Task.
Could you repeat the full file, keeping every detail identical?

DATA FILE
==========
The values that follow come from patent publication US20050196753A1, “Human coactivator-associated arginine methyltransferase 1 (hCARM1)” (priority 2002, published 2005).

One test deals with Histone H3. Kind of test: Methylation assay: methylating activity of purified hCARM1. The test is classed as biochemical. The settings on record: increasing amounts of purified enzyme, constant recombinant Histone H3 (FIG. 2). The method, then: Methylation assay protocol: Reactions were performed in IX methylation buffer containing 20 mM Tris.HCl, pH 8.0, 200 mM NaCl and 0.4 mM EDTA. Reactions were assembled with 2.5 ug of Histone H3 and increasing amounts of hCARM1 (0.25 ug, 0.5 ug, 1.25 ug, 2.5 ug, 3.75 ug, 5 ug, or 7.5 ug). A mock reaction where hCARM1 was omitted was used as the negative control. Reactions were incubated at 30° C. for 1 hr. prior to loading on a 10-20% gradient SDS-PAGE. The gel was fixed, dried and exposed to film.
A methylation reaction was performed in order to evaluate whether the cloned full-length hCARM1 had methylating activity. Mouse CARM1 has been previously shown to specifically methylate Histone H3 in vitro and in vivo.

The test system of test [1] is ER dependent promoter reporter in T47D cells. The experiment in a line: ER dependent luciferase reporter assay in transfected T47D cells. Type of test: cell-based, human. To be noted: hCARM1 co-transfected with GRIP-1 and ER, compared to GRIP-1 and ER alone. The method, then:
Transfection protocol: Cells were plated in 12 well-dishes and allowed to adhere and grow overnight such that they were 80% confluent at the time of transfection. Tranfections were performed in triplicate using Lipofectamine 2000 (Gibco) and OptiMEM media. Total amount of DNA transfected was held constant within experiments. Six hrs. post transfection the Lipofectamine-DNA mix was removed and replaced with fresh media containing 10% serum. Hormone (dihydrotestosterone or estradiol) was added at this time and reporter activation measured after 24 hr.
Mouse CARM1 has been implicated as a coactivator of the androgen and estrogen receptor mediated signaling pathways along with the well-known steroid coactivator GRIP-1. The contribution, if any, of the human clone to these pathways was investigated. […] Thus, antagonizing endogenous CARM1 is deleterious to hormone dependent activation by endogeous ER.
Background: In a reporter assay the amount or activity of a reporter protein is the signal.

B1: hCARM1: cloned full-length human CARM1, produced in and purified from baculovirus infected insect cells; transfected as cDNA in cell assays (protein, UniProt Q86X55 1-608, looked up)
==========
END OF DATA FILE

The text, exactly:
The values that follow come from patent publication US20050196753A1, “Human coactivator-associated arginine methyltransferase 1 (hCARM1)” (priority 2002, published 2005).

One test deals with Histone H3. Kind of test: Methylation assay: methylating activity of purified hCARM1. The test is classed as biochemical. The settings on record: increasing amounts of purified enzyme, constant recombinant Histone H3 (FIG. 2). The method, then: Methylation assay protocol: Reactions were performed in IX methylation buffer containing 20 mM Tris.HCl, pH 8.0, 200 mM NaCl and 0.4 mM EDTA. Reactions were assembled with 2.5 ug of Histone H3 and increasing amounts of hCARM1 (0.25 ug, 0.5 ug, 1.25 ug, 2.5 ug, 3.75 ug, 5 ug, or 7.5 ug). A mock reaction where hCARM1 was omitted was used as the negative control. Reactions were incubated at 30° C. for 1 hr. prior to loading on a 10-20% gradient SDS-PAGE. The gel was fixed, dried and exposed to film.
A methylation reaction was performed in order to evaluate whether the cloned full-length hCARM1 had methylating activity. Mouse CARM1 has been previously shown to specifically methylate Histone H3 in vitro and in vivo.

The test system of test [1] is ER dependent promoter reporter in T47D cells. The experiment in a line: ER dependent luciferase reporter assay in transfected T47D cells. Type of test: cell-based, human. To be noted: hCARM1 co-transfected with GRIP-1 and ER, compared to GRIP-1 and ER alone. The method, then:
Transfection protocol: Cells were plated in 12 well-dishes and allowed to adhere and grow overnight such that they were 80% confluent at the time of transfection. Tranfections were performed in triplicate using Lipofectamine 2000 (Gibco) and OptiMEM media. Total amount of DNA transfected was held constant within experiments. Six hrs. post transfection the Lipofectamine-DNA mix was removed and replaced with fresh media containing 10% serum. Hormone (dihydrotestosterone or estradiol) was added at this time and reporter activation measured after 24 hr.
Mouse CARM1 has been implicated as a coactivator of the androgen and estrogen receptor mediated signaling pathways along with the well-known steroid coactivator GRIP-1. The contribution, if any, of the human clone to these pathways was investigated. […] Thus, antagonizing endogenous CARM1 is deleterious to hormone dependent activation by endogeous ER.
Background: In a reporter assay the amount or activity of a reporter protein is the signal.

B1: hCARM1: cloned full-length human CARM1, produced in and purified from baculovirus infected insect cells; transfected as cDNA in cell assays (protein, UniProt Q86X55 1-608, looked up)